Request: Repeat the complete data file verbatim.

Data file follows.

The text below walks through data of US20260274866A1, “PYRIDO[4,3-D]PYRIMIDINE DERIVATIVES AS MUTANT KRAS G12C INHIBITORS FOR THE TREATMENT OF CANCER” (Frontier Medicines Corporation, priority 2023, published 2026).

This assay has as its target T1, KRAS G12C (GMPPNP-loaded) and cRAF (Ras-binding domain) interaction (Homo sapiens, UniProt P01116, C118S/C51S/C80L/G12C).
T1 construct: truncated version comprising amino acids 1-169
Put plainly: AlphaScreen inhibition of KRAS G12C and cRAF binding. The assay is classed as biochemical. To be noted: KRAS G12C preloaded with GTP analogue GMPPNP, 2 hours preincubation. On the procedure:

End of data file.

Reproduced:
The text below walks through data of US20260274866A1, “PYRIDO[4,3-D]PYRIMIDINE DERIVATIVES AS MUTANT KRAS G12C INHIBITORS FOR THE TREATMENT OF CANCER” (Frontier Medicines Corporation, priority 2023, published 2026).

This assay has as its target T1, KRAS G12C (GMPPNP-loaded) and cRAF (Ras-binding domain) interaction (Homo sapiens, UniProt P01116, C118S/C51S/C80L/G12C).
T1 construct: truncated version comprising amino acids 1-169
Put plainly: AlphaScreen inhibition of KRAS G12C and cRAF binding. The assay is classed as biochemical. To be noted: KRAS G12C preloaded with GTP analogue GMPPNP, 2 hours preincubation. On the procedure: